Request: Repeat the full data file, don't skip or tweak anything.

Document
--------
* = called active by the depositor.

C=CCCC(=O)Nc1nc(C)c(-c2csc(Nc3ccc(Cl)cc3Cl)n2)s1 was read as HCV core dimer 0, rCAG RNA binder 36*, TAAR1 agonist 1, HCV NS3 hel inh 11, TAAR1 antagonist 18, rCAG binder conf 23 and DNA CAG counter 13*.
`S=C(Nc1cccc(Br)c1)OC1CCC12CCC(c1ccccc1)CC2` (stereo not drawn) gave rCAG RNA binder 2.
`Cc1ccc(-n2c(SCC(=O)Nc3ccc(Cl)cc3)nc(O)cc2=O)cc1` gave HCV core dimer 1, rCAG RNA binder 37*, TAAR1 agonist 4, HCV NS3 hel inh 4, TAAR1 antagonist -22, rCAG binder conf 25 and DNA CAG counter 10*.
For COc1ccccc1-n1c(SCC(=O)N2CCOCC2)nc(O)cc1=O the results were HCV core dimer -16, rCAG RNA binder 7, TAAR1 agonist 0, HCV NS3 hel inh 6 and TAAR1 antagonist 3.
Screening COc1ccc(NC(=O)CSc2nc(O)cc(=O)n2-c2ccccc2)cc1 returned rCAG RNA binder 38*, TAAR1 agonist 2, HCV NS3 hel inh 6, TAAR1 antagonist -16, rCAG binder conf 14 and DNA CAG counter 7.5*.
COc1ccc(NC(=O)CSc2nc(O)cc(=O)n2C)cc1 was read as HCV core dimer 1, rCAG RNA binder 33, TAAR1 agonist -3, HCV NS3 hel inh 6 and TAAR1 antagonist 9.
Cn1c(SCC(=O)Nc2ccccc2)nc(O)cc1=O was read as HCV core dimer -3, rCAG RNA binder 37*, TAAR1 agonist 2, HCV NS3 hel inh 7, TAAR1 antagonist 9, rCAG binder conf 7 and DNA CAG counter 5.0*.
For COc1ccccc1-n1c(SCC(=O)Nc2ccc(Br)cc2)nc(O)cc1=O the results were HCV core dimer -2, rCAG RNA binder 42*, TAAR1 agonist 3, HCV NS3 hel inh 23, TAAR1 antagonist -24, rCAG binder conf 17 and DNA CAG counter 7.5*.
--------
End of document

* = called active by the depositor.

C=CCCC(=O)Nc1nc(C)c(-c2csc(Nc3ccc(Cl)cc3Cl)n2)s1 was read as HCV core dimer 0, rCAG RNA binder 36*, TAAR1 agonist 1, HCV NS3 hel inh 11, TAAR1 antagonist 18, rCAG binder conf 23 and DNA CAG counter 13*.
`S=C(Nc1cccc(Br)c1)OC1CCC12CCC(c1ccccc1)CC2` (stereo not drawn) gave rCAG RNA binder 2.
`Cc1ccc(-n2c(SCC(=O)Nc3ccc(Cl)cc3)nc(O)cc2=O)cc1` gave HCV core dimer 1, rCAG RNA binder 37*, TAAR1 agonist 4, HCV NS3 hel inh 4, TAAR1 antagonist -22, rCAG binder conf 25 and DNA CAG counter 10*.
For COc1ccccc1-n1c(SCC(=O)N2CCOCC2)nc(O)cc1=O the results were HCV core dimer -16, rCAG RNA binder 7, TAAR1 agonist 0, HCV NS3 hel inh 6 and TAAR1 antagonist 3.
Screening COc1ccc(NC(=O)CSc2nc(O)cc(=O)n2-c2ccccc2)cc1 returned rCAG RNA binder 38*, TAAR1 agonist 2, HCV NS3 hel inh 6, TAAR1 antagonist -16, rCAG binder conf 14 and DNA CAG counter 7.5*.
COc1ccc(NC(=O)CSc2nc(O)cc(=O)n2C)cc1 was read as HCV core dimer 1, rCAG RNA binder 33, TAAR1 agonist -3, HCV NS3 hel inh 6 and TAAR1 antagonist 9.
Cn1c(SCC(=O)Nc2ccccc2)nc(O)cc1=O was read as HCV core dimer -3, rCAG RNA binder 37*, TAAR1 agonist 2, HCV NS3 hel inh 7, TAAR1 antagonist 9, rCAG binder conf 7 and DNA CAG counter 5.0*.
For COc1ccccc1-n1c(SCC(=O)Nc2ccc(Br)cc2)nc(O)cc1=O the results were HCV core dimer -2, rCAG RNA binder 42*, TAAR1 agonist 3, HCV NS3 hel inh 23, TAAR1 antagonist -24, rCAG binder conf 17 and DNA CAG counter 7.5*.